As noted above, Exxon's claims are drawn to a specific product which has particularly defined ingredients. Nothing in the claims, the specification, or the prosecution history suggests that Exxon's claims are not drawn to a product that contains particular ingredients. Indeed, to the contrary, the title to the '890 patent reads, with the emphasis added, "Lubricating Oil Compositions Containing Ashless Dispersant, [ZDDP], Metal Detergent and a Copper Compound". See Titanium Metals Corp. of Am. v. Banner, 778 F.2d 775, 780, 227 USPQ 773, 777-78 (Fed.Cir.1985) (referring to patent's title as interpretative aid). The language of claim 1 refers to "added" copper and to a detergent "additive." The specification demonstrates that those claim references aim at a chemical composition to which ingredients are being introduced. We must give meaning to all the words in Exxon's claims. In re Sabatino, 480 F.2d 911, 913, 178 USPQ 357, 358 (CCPA 1973) ("Claim limitations defining the subject matter of the invention are never disregarded.") In addition, the text of the '890 specification includes over twenty references to "containing" in reference to the ingredients claimed in the composition. Furthermore, during prosecution of the applications that resulted in the '890 patent, Exxon repeatedly emphasized that the genius of its invention lay "in the previously unknown synergism of this material [copper] with ZDDP in the presence of an ashless dispersant of the type described in the application...."


In sum, a review of the claims, the specification, and the prosecution history all point to the conclusion that Exxon claims a product, not merely a recipe for making whatever product results from the use of the recipe ingredients. This conclusion respects that which is claimed, namely a chemical composition. The chemical composition exists at the moment the ingredients are mixed together. Before creation of the mixture, the ingredients exist independently. The particular proportions specified in the claims simply define the characteristics of the claimed composition.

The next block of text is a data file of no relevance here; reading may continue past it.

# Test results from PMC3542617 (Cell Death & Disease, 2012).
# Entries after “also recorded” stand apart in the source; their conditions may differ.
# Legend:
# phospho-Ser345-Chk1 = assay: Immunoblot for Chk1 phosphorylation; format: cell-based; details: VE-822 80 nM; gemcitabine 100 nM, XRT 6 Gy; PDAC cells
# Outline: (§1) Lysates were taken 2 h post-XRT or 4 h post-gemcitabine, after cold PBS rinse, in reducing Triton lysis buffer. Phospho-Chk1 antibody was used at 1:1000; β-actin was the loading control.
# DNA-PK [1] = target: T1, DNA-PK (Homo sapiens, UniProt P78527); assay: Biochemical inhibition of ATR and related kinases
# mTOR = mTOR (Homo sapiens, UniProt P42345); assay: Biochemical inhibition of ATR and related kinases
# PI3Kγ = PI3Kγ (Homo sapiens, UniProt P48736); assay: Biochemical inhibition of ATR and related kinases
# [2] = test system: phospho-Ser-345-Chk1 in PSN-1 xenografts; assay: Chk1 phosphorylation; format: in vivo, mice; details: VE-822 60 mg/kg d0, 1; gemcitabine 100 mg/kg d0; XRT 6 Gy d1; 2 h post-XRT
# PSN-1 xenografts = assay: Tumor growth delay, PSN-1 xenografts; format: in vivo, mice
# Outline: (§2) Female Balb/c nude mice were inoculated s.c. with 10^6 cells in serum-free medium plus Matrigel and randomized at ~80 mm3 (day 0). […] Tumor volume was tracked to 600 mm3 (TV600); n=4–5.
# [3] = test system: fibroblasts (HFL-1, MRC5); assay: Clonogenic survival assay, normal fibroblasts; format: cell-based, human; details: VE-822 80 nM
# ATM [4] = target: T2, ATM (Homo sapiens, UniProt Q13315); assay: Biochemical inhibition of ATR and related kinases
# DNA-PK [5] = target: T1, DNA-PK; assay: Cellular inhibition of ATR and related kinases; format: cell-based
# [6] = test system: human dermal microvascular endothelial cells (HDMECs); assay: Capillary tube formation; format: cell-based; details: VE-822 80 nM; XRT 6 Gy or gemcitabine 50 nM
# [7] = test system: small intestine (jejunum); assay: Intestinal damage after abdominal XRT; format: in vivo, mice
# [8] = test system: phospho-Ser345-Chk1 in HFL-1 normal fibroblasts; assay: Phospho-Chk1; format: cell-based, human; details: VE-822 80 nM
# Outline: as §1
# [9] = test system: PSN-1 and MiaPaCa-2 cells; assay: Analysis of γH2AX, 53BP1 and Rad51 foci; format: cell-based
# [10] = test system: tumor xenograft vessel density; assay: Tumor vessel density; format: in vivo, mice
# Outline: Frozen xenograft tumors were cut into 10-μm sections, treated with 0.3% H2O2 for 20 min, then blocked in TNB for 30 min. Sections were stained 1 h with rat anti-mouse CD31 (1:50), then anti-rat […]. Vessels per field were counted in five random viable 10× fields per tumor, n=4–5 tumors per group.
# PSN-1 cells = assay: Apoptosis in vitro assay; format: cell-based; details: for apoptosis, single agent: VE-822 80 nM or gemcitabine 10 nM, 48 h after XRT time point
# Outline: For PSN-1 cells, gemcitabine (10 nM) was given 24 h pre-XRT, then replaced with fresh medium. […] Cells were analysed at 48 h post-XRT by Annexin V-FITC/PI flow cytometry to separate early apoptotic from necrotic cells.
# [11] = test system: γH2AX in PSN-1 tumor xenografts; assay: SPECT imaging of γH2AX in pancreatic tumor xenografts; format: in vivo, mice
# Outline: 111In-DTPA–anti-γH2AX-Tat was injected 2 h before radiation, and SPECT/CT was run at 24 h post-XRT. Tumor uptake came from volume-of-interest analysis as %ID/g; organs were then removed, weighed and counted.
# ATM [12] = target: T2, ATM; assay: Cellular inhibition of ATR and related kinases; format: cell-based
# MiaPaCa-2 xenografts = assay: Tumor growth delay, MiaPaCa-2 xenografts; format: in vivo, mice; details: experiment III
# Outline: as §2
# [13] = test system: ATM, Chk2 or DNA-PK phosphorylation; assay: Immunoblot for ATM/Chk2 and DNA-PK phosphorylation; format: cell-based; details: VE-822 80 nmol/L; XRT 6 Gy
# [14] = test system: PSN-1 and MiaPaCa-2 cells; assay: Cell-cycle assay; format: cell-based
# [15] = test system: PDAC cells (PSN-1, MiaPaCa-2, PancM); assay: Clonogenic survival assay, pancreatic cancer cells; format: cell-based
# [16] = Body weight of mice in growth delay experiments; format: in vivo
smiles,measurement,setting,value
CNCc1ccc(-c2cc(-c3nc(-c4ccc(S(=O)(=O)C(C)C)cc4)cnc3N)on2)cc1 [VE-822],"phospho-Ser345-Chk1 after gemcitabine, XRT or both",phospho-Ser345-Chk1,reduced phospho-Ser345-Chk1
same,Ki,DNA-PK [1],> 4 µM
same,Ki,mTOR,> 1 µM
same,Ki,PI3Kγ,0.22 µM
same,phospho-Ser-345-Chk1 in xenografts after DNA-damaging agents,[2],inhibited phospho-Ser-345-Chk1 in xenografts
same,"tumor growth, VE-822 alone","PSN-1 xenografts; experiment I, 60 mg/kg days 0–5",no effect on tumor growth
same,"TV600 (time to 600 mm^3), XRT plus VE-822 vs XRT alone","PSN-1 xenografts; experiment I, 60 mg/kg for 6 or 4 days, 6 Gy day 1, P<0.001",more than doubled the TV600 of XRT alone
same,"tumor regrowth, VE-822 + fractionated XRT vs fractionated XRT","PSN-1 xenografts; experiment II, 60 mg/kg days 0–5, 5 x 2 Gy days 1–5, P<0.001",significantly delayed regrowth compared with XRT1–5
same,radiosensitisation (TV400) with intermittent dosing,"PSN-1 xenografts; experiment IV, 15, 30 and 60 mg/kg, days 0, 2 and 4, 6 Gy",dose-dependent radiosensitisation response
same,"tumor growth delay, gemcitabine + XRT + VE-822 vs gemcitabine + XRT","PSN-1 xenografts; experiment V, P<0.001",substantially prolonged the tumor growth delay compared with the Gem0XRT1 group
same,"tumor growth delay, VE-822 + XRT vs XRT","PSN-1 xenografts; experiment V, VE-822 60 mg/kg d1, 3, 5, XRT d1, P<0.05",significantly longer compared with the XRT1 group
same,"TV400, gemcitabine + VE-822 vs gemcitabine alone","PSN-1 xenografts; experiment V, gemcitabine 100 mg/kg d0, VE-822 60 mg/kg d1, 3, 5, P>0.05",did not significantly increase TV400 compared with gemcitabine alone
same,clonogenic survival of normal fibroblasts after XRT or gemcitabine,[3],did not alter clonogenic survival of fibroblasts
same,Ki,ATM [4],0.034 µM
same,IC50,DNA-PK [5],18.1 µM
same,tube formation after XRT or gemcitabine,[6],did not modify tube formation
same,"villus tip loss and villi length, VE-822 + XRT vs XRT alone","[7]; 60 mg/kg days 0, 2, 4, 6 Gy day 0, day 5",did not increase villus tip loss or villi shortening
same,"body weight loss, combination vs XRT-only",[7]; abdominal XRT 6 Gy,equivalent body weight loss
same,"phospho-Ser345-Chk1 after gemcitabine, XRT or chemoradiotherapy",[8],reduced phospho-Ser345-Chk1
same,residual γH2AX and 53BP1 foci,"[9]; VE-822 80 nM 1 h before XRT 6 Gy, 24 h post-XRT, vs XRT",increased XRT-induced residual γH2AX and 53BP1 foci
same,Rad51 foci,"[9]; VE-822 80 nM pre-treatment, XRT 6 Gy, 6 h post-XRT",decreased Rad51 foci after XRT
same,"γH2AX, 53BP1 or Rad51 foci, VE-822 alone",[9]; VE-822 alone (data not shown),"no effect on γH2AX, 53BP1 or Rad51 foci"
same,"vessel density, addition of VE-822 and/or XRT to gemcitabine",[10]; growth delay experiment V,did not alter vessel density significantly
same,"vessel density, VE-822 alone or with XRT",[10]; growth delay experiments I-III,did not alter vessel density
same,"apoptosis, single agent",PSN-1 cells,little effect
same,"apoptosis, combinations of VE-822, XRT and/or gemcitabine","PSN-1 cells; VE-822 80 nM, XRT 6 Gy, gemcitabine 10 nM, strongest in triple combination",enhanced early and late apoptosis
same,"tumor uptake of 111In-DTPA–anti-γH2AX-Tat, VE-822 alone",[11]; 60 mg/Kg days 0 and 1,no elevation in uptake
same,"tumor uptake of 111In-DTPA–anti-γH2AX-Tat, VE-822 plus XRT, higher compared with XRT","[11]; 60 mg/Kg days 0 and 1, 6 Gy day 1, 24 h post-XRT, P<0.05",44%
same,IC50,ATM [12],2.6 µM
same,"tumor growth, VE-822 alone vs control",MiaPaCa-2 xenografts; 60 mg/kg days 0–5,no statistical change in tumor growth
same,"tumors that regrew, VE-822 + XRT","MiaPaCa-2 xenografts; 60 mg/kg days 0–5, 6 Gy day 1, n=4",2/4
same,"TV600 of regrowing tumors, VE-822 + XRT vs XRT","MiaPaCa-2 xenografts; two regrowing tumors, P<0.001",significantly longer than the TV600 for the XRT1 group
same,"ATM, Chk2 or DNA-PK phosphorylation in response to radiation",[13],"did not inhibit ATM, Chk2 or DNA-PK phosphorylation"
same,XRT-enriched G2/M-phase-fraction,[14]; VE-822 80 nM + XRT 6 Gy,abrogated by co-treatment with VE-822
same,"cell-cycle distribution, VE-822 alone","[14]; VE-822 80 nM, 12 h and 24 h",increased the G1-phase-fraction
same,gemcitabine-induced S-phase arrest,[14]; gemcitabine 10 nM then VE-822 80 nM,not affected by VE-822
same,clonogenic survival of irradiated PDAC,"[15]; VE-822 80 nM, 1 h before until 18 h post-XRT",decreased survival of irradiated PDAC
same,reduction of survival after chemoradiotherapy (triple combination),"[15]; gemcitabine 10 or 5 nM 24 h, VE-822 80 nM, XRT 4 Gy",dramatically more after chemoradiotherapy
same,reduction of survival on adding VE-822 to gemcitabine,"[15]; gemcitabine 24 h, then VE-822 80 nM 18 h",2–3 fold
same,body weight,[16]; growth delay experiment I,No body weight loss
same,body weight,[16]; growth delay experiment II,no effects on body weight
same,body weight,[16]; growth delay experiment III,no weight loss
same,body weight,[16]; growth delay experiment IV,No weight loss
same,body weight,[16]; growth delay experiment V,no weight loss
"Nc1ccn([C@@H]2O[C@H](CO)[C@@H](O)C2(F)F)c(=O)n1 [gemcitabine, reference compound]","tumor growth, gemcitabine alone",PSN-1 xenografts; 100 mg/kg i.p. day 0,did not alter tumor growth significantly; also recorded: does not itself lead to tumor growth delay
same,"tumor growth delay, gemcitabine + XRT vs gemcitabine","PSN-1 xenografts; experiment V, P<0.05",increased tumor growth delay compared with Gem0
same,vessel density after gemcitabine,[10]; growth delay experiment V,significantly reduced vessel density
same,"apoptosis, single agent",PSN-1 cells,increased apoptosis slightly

Under Lubrizol's view of the claims, as asserted at trial and on appeal, the composition claimed by Exxon is limited to the final product made and ready for use in the engine environment. Lubrizol is correct that the claims read on a product, not simply a recipe, but Lubrizol errs in thinking that the claims read only on end product compositions. Lubrizol thus asserts a claim meaning that depends upon the time at which one views the composition claimed. The specification as a whole, and the claims in particular, contain no temporal limitation to the term "composition." Indeed, claim 61 reads on a concentrate for preparing lubricants, which is hardly a product ready for consumer end use. The composition of claim 1, once its ingredients are mixed, is a composition existing during manufacture that is being used to produce the end product. Consequently, as properly interpreted, Exxon's claims are to a composition that contains the specified ingredients at any time from the moment at which the ingredients are mixed together. This interpretation of Exxon's claims preserves their identity as product claims, and recognizes as a matter of chemistry that the composition exists from the moment created. Although Lubrizol is correct in taking Exxon's claims to read on a product, its interpretation of Exxon's claims is too narrow. Exxon is entitled to a broader scope that is not time-limited, one that reads on any product at any time that contains the claimed proportions of ingredients. The correct interpretation simply affords Exxon a wider range of product on which to assert infringement. Indeed, Exxon even took advantage of the correct interpretation during trial. When defending its case under Lubrizol's claim interpretation, Exxon did not introduce evidence that Lubrizol's final product infringed. Instead of offering evidence that analyzed the components of Lubrizol's final product, Exxon's witnesses testified to the reaction that occurs when the Lubrizol product is in the process of being made into the final product. According to Exxon's witnesses, that reaction did not result in complete elimination of ashless dispersant in the product. Exxon thus did not focus on Lubrizol's final product to prove infringement. Exxon adopted the broader view and described the infringing activity as occurring while the claimed ingredients were undergoing chemical reactions, necessarily a time before the final product, ready for sale, exists.